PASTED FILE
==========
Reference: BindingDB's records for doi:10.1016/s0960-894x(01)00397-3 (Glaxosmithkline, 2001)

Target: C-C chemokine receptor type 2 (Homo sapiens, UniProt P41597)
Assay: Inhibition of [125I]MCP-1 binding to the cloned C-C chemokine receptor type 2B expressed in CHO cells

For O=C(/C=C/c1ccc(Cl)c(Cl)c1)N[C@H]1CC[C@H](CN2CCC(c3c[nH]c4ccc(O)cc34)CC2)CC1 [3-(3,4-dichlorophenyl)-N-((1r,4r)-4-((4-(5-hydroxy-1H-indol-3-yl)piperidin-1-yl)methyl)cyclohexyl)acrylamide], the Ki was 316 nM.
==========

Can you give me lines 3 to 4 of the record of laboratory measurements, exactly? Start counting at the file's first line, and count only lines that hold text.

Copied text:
Assay: Inhibition of [125I]MCP-1 binding to the cloned C-C chemokine receptor type 2B expressed in CHO cells

For O=C(/C=C/c1ccc(Cl)c(Cl)c1)N[C@H]1CC[C@H](CN2CCC(c3c[nH]c4ccc(O)cc34)CC2)CC1 [3-(3,4-dichlorophenyl)-N-((1r,4r)-4-((4-(5-hydroxy-1H-indol-3-yl)piperidin-1-yl)methyl)cyclohexyl)acrylamide], the Ki was 316 nM.